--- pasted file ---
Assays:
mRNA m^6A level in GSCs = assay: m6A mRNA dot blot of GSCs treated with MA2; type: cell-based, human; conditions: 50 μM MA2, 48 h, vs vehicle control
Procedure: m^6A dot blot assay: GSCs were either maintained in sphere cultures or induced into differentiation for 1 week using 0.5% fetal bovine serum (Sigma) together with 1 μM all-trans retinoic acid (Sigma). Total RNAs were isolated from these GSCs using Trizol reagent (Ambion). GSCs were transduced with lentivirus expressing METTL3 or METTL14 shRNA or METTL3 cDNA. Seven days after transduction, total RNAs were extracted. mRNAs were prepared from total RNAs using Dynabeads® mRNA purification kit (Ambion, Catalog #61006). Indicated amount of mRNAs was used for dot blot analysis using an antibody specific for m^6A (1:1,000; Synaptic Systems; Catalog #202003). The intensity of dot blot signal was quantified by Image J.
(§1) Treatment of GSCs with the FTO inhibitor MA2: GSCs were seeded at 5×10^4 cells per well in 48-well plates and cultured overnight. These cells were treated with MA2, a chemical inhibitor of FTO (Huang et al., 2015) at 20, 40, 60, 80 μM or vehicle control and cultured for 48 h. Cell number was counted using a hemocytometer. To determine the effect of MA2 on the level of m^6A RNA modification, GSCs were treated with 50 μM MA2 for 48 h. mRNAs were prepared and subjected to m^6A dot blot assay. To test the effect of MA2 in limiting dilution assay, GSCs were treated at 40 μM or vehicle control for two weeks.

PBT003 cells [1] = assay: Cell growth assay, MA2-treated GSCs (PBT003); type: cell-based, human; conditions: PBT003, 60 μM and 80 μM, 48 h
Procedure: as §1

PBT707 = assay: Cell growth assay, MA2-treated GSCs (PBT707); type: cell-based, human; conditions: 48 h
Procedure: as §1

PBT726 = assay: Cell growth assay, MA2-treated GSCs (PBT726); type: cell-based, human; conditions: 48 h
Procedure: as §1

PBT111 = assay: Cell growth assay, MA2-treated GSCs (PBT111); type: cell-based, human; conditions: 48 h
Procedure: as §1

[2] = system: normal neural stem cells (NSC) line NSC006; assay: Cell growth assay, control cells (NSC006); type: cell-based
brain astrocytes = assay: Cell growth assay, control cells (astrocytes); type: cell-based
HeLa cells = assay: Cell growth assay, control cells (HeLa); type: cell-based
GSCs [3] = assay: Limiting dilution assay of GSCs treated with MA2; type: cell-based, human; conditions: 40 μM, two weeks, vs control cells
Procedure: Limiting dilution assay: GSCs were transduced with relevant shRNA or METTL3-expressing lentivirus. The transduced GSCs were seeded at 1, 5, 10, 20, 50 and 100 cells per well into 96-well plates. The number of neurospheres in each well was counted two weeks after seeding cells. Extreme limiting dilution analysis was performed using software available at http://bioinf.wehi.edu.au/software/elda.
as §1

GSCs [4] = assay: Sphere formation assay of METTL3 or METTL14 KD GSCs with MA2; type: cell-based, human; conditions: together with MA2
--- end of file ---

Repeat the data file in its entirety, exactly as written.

Assays:
mRNA m^6A level in GSCs = assay: m6A mRNA dot blot of GSCs treated with MA2; type: cell-based, human; conditions: 50 μM MA2, 48 h, vs vehicle control
Procedure: m^6A dot blot assay: GSCs were either maintained in sphere cultures or induced into differentiation for 1 week using 0.5% fetal bovine serum (Sigma) together with 1 μM all-trans retinoic acid (Sigma). Total RNAs were isolated from these GSCs using Trizol reagent (Ambion). GSCs were transduced with lentivirus expressing METTL3 or METTL14 shRNA or METTL3 cDNA. Seven days after transduction, total RNAs were extracted. mRNAs were prepared from total RNAs using Dynabeads® mRNA purification kit (Ambion, Catalog #61006). Indicated amount of mRNAs was used for dot blot analysis using an antibody specific for m^6A (1:1,000; Synaptic Systems; Catalog #202003). The intensity of dot blot signal was quantified by Image J.
(§1) Treatment of GSCs with the FTO inhibitor MA2: GSCs were seeded at 5×10^4 cells per well in 48-well plates and cultured overnight. These cells were treated with MA2, a chemical inhibitor of FTO (Huang et al., 2015) at 20, 40, 60, 80 μM or vehicle control and cultured for 48 h. Cell number was counted using a hemocytometer. To determine the effect of MA2 on the level of m^6A RNA modification, GSCs were treated with 50 μM MA2 for 48 h. mRNAs were prepared and subjected to m^6A dot blot assay. To test the effect of MA2 in limiting dilution assay, GSCs were treated at 40 μM or vehicle control for two weeks.

PBT003 cells [1] = assay: Cell growth assay, MA2-treated GSCs (PBT003); type: cell-based, human; conditions: PBT003, 60 μM and 80 μM, 48 h
Procedure: as §1

PBT707 = assay: Cell growth assay, MA2-treated GSCs (PBT707); type: cell-based, human; conditions: 48 h
Procedure: as §1

PBT726 = assay: Cell growth assay, MA2-treated GSCs (PBT726); type: cell-based, human; conditions: 48 h
Procedure: as §1

PBT111 = assay: Cell growth assay, MA2-treated GSCs (PBT111); type: cell-based, human; conditions: 48 h
Procedure: as §1

[2] = system: normal neural stem cells (NSC) line NSC006; assay: Cell growth assay, control cells (NSC006); type: cell-based
brain astrocytes = assay: Cell growth assay, control cells (astrocytes); type: cell-based
HeLa cells = assay: Cell growth assay, control cells (HeLa); type: cell-based
GSCs [3] = assay: Limiting dilution assay of GSCs treated with MA2; type: cell-based, human; conditions: 40 μM, two weeks, vs control cells
Procedure: Limiting dilution assay: GSCs were transduced with relevant shRNA or METTL3-expressing lentivirus. The transduced GSCs were seeded at 1, 5, 10, 20, 50 and 100 cells per well into 96-well plates. The number of neurospheres in each well was counted two weeks after seeding cells. Extreme limiting dilution analysis was performed using software available at http://bioinf.wehi.edu.au/software/elda.
as §1

GSCs [4] = assay: Sphere formation assay of METTL3 or METTL14 KD GSCs with MA2; type: cell-based, human; conditions: together with MA2